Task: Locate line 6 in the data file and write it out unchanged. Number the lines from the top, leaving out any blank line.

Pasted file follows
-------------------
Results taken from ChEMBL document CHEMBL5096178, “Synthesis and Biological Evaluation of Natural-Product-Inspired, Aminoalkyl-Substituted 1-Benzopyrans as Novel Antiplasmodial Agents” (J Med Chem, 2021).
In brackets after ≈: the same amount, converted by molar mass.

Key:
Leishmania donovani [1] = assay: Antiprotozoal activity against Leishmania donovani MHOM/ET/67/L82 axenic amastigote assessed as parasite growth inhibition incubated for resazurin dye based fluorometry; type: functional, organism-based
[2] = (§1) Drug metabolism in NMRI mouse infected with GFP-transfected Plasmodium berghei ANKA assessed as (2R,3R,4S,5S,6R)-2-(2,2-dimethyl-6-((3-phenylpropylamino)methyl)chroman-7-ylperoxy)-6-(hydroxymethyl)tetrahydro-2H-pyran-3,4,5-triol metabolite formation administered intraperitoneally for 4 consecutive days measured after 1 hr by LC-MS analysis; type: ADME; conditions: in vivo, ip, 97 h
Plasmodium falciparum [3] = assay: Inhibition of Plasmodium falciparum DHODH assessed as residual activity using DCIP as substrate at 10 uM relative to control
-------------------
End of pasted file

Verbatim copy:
Plasmodium falciparum [3] = assay: Inhibition of Plasmodium falciparum DHODH assessed as residual activity using DCIP as substrate at 10 uM relative to control